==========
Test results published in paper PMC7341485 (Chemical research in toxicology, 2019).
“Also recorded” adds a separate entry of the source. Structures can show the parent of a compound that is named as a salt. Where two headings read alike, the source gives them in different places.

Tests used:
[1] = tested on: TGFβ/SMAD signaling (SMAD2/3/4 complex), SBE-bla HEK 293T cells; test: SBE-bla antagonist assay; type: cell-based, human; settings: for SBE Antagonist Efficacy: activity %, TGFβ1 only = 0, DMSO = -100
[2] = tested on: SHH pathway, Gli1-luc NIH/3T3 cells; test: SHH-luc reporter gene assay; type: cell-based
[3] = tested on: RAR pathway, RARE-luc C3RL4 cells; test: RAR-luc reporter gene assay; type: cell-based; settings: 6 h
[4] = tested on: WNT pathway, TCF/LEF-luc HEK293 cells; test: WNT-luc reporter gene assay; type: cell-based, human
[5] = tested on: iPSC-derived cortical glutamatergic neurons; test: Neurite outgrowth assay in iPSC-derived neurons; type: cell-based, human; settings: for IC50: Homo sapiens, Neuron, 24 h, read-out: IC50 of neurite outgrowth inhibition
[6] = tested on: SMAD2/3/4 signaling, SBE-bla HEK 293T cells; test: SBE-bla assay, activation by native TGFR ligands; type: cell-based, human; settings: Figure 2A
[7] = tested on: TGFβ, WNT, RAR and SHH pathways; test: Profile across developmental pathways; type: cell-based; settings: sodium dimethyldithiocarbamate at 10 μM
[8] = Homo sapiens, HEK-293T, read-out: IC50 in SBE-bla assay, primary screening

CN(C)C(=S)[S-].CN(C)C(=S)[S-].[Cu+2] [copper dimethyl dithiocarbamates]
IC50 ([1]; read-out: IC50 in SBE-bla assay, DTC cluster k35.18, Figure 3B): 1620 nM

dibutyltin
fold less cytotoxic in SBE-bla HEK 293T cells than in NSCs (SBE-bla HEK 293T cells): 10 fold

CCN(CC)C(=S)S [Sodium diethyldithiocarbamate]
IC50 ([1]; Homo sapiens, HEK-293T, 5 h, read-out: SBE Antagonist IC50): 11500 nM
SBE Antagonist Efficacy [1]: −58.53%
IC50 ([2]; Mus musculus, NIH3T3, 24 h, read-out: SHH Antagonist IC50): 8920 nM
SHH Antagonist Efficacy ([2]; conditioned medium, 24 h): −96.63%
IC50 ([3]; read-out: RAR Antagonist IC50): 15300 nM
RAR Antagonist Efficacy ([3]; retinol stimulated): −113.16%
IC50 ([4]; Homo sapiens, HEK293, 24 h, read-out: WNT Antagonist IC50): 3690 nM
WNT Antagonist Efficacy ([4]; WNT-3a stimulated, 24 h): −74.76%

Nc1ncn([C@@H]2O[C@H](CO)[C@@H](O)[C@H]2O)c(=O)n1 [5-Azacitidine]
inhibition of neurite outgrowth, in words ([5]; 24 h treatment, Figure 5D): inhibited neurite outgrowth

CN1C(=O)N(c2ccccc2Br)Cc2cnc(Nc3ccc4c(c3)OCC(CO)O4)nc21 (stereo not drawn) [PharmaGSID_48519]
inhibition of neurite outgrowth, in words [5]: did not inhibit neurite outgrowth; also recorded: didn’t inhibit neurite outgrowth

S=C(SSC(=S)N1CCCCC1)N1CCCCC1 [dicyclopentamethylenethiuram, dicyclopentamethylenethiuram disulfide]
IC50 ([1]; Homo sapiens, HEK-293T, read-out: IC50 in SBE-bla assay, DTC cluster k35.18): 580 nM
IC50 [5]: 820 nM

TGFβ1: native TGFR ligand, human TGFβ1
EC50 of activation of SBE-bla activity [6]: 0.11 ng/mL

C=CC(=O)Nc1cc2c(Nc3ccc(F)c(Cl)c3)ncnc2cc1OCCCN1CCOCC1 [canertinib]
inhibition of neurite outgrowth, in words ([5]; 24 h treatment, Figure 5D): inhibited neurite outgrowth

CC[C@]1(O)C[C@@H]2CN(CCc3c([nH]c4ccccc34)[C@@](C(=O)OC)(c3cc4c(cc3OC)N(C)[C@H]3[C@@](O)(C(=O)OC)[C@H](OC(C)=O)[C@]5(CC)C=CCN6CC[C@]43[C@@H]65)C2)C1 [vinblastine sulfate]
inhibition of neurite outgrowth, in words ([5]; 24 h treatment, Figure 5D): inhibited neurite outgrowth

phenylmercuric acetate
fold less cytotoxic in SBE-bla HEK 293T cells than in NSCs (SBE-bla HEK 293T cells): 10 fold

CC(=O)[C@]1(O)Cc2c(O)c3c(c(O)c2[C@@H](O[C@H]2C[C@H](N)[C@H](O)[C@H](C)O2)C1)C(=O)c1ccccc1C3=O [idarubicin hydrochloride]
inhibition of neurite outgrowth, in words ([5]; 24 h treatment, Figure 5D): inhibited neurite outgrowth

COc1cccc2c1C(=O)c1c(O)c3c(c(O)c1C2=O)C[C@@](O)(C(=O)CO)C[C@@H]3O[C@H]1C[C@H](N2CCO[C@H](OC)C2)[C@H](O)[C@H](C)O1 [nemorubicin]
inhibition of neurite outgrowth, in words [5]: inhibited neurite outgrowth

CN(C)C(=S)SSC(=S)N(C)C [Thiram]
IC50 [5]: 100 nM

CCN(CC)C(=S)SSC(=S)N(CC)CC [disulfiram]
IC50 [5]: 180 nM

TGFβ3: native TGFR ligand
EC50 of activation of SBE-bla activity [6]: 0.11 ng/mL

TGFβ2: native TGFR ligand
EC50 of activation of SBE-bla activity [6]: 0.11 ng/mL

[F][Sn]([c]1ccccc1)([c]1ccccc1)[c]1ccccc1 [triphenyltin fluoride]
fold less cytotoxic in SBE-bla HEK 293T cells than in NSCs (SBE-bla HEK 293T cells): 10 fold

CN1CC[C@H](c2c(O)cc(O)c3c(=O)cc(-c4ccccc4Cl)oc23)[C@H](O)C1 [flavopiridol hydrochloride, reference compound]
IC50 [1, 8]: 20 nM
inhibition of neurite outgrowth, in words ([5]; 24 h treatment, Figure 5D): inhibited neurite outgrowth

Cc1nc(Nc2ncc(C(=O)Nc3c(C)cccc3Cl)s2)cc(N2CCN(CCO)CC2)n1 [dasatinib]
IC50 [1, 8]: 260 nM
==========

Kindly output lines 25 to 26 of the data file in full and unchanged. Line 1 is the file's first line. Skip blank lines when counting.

Nc1ncn([C@@H]2O[C@H](CO)[C@@H](O)[C@H]2O)c(=O)n1 [5-Azacitidine]
inhibition of neurite outgrowth, in words ([5]; 24 h treatment, Figure 5D): inhibited neurite outgrowth